Standing With the Man

Artists aren't fighting piracy to get rich. We're fighting to survive.

Let me get this out of the way first: I don’t support SOPA or PIPA, the two pieces of anti-piracy legislation that went down in flames last week after a Internet campaign that included Wikipedia shutting itself down and Google blacking out its logo for a day. I do, however, believe artists’ rights should be protected, even on the Internet. And I am concerned that if we buy into anti-SOPA/PIPA propaganda, the heart of the issue will fall to pieces. To whittle away, as we have, copyrights, which are there to insure creative integrity and ingenuity, is just as bleak as any of the hypothetical repercussions of the proposed anti-piracy legislation.

Freedom of speech and copyright laws complement each other to enhance creative expression by protecting the rights of those who wish to express themselves. This includes science, music, film, visual art, photography, writing, etc. The benefit of art for American society, the desire to encourage these pursuits, and the realization of the need to protect artists from exploitation was thought to be so fundamental that the Founding Fathers included “The Copyright Clause” in the Constitution, giving artists exclusive rights to their creations.

To those who support the campaign against anti-piracy legislation, I do hope you understand that the corporations behind the movement—Google, owner of YouTube, etc.—may not really be your friends. Who is Big Brother in this scenario? They are claiming to be neutral, unaware of—and therefore not accountable for—their sites’ content, and the proposed bills would force them to filter, which they claim is equivalent to denying our right to free speech. Yet they are apparently quite happy to do just that when it furthers their own interests—blacking out websites to further economic and political interests and denying public access to info is exactly what they are saying they are against.

This screams of arrogance and hypocrisy coming from companies that profit hugely from copyright infringement. One can actually say it’s their “bread and butter.” So of course they’re against it, and wealthy enough to wage a huge propaganda campaign. Artists like myself rely on music sales for their income, but our bands are in danger of going dark for a lot longer than one day if things don’t improve.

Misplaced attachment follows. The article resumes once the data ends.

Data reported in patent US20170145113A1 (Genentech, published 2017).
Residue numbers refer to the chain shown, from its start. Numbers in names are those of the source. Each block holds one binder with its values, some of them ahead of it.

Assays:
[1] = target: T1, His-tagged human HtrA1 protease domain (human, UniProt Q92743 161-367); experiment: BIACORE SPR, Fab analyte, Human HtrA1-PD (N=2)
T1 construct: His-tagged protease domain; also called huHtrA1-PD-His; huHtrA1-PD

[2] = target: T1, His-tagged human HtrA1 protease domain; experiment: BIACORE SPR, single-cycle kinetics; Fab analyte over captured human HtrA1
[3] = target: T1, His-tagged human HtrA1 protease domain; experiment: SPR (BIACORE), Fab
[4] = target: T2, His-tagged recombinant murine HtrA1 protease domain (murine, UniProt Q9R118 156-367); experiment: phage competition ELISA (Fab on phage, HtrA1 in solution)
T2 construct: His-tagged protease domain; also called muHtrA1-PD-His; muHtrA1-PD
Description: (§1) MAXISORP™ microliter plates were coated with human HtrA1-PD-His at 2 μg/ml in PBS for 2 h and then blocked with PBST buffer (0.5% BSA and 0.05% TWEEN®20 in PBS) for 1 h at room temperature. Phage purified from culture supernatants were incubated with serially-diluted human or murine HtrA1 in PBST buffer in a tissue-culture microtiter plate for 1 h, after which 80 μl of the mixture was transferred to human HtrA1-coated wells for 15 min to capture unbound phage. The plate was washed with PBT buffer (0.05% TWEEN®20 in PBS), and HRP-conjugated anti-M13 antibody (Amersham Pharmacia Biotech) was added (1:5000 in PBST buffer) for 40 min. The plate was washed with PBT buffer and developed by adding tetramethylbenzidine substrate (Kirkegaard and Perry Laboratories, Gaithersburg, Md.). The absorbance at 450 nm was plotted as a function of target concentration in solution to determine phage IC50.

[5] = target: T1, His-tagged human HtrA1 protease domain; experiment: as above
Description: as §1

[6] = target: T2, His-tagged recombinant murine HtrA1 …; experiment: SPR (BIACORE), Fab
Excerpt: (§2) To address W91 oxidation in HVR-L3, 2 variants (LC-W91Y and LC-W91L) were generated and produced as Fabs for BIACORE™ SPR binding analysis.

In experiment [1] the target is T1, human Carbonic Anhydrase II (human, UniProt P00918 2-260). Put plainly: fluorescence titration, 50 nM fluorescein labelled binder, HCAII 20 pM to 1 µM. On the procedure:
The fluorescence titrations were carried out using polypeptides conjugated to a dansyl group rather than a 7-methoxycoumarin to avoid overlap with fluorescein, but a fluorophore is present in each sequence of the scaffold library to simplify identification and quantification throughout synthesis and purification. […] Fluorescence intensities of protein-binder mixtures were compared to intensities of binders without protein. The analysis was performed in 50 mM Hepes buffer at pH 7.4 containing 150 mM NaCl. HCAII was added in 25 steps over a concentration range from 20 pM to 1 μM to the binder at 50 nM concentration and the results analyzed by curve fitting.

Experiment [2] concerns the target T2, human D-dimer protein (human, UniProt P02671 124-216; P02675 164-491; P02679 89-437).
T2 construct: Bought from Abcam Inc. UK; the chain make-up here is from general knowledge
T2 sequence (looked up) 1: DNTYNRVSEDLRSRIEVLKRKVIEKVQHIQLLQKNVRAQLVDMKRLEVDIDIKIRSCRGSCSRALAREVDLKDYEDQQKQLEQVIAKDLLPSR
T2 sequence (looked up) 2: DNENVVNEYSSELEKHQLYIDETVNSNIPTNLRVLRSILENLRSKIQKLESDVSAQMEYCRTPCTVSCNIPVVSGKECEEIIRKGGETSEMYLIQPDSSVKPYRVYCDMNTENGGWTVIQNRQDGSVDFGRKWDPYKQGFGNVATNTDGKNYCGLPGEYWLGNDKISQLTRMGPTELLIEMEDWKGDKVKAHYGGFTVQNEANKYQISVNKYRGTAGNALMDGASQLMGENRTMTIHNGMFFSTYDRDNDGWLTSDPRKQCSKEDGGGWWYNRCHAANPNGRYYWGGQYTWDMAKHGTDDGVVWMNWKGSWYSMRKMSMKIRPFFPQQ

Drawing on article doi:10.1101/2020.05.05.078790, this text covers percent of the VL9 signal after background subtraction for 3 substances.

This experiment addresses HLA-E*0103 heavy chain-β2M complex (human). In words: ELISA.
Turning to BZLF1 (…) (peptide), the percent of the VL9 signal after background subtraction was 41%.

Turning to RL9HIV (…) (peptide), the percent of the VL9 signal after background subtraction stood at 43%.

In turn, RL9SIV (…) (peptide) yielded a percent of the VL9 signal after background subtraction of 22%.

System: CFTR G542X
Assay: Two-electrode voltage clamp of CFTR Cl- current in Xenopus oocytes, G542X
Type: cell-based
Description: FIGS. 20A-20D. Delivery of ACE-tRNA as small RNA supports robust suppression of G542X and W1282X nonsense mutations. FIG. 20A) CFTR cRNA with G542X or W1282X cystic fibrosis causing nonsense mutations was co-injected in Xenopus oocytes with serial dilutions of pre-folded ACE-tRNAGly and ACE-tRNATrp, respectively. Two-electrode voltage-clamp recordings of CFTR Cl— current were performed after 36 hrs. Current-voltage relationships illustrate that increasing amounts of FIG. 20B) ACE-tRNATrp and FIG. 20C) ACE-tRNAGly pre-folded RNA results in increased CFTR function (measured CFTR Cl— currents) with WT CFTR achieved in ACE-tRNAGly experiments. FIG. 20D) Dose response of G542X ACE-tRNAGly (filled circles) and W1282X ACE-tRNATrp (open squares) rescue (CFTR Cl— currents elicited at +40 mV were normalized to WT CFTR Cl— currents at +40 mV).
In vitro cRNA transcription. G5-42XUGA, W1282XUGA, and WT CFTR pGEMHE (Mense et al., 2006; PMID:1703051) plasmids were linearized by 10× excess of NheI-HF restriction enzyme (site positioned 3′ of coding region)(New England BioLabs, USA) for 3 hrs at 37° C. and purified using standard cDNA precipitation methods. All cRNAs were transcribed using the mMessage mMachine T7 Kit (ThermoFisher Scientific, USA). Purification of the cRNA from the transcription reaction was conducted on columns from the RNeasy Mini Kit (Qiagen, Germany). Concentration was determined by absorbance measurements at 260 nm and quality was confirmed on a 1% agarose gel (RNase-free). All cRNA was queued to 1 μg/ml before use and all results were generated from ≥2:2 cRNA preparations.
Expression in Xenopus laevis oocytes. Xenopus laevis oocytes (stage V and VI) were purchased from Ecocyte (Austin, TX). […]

Rather than reacting to fearmongering, I feel we should really try to understand how complex this is. I mean really understand. I just want these companies to be held accountable and stop using propaganda that creates paranoia by playing on people’s fear of censorship.

I’m not blaming anyone for burning CDs or listening to music on YouTube exclusively. I’m not “hating” on you. But I’m urging you to try to see it through a lens that goes beyond what you enjoy and the ease of it all right now. I’m urging you to look further down the road, at the bigger picture that includes both the frailty of the artists out there and the dark underbelly of these seemingly benign companies—which most see as just tools, but which in reality are very much a part of what we should be fighting, or at least be skeptical of, instead of being at the teat of.

If more folks understood the consequences of illegal downloading and streaming to those who make their living doing art, and the huge profits that motivate these companies to exploit their creations, this would not be a problem. It’s a creepy, insidious thing that lives in the light behind your screen, and it begs to steal our integrity without realizing it.